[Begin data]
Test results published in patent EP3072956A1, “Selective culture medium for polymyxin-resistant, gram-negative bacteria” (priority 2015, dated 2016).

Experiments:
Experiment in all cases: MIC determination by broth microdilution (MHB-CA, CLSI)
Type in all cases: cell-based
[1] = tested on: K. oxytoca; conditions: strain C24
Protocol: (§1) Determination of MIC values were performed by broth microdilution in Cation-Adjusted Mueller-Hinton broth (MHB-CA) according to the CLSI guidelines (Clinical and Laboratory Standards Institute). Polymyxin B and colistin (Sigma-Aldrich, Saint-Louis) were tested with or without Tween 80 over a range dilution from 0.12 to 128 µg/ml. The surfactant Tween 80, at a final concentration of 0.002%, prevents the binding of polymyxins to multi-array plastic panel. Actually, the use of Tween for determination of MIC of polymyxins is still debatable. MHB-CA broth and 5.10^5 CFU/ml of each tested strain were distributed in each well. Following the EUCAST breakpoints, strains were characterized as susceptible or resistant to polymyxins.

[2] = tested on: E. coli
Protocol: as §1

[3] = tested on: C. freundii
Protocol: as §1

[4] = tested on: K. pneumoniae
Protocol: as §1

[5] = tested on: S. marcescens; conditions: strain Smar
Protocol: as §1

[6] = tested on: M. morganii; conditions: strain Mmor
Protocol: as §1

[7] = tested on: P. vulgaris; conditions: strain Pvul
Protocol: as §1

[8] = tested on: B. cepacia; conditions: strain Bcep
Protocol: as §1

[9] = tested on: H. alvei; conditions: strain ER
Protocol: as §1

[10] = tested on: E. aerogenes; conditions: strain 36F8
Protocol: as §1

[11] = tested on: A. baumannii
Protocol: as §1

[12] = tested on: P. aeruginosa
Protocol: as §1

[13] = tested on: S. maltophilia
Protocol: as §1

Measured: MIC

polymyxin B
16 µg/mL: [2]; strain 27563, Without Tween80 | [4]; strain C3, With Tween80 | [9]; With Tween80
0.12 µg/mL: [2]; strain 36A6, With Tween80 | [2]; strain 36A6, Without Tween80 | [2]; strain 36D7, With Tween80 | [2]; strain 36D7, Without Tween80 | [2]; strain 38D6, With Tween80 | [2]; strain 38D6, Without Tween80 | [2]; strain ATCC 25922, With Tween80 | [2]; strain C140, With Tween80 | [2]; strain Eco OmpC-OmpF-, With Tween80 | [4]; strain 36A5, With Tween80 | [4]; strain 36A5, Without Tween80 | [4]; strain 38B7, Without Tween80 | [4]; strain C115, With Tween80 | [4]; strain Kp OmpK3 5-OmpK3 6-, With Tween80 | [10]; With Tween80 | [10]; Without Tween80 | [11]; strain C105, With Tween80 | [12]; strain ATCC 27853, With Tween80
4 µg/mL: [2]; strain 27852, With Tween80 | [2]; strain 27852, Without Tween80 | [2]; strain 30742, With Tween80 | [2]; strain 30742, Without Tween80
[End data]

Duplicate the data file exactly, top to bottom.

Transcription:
Test results published in patent EP3072956A1, “Selective culture medium for polymyxin-resistant, gram-negative bacteria” (priority 2015, dated 2016).

Experiments:
Experiment in all cases: MIC determination by broth microdilution (MHB-CA, CLSI)
Type in all cases: cell-based
[1] = tested on: K. oxytoca; conditions: strain C24
Protocol: (§1) Determination of MIC values were performed by broth microdilution in Cation-Adjusted Mueller-Hinton broth (MHB-CA) according to the CLSI guidelines (Clinical and Laboratory Standards Institute). Polymyxin B and colistin (Sigma-Aldrich, Saint-Louis) were tested with or without Tween 80 over a range dilution from 0.12 to 128 µg/ml. The surfactant Tween 80, at a final concentration of 0.002%, prevents the binding of polymyxins to multi-array plastic panel. Actually, the use of Tween for determination of MIC of polymyxins is still debatable. MHB-CA broth and 5.10^5 CFU/ml of each tested strain were distributed in each well. Following the EUCAST breakpoints, strains were characterized as susceptible or resistant to polymyxins.

[2] = tested on: E. coli
Protocol: as §1

[3] = tested on: C. freundii
Protocol: as §1

[4] = tested on: K. pneumoniae
Protocol: as §1

[5] = tested on: S. marcescens; conditions: strain Smar
Protocol: as §1

[6] = tested on: M. morganii; conditions: strain Mmor
Protocol: as §1

[7] = tested on: P. vulgaris; conditions: strain Pvul
Protocol: as §1

[8] = tested on: B. cepacia; conditions: strain Bcep
Protocol: as §1

[9] = tested on: H. alvei; conditions: strain ER
Protocol: as §1

[10] = tested on: E. aerogenes; conditions: strain 36F8
Protocol: as §1

[11] = tested on: A. baumannii
Protocol: as §1

[12] = tested on: P. aeruginosa
Protocol: as §1

[13] = tested on: S. maltophilia
Protocol: as §1

Measured: MIC

polymyxin B
16 µg/mL: [2]; strain 27563, Without Tween80 | [4]; strain C3, With Tween80 | [9]; With Tween80
0.12 µg/mL: [2]; strain 36A6, With Tween80 | [2]; strain 36A6, Without Tween80 | [2]; strain 36D7, With Tween80 | [2]; strain 36D7, Without Tween80 | [2]; strain 38D6, With Tween80 | [2]; strain 38D6, Without Tween80 | [2]; strain ATCC 25922, With Tween80 | [2]; strain C140, With Tween80 | [2]; strain Eco OmpC-OmpF-, With Tween80 | [4]; strain 36A5, With Tween80 | [4]; strain 36A5, Without Tween80 | [4]; strain 38B7, Without Tween80 | [4]; strain C115, With Tween80 | [4]; strain Kp OmpK3 5-OmpK3 6-, With Tween80 | [10]; With Tween80 | [10]; Without Tween80 | [11]; strain C105, With Tween80 | [12]; strain ATCC 27853, With Tween80
4 µg/mL: [2]; strain 27852, With Tween80 | [2]; strain 27852, Without Tween80 | [2]; strain 30742, With Tween80 | [2]; strain 30742, Without Tween80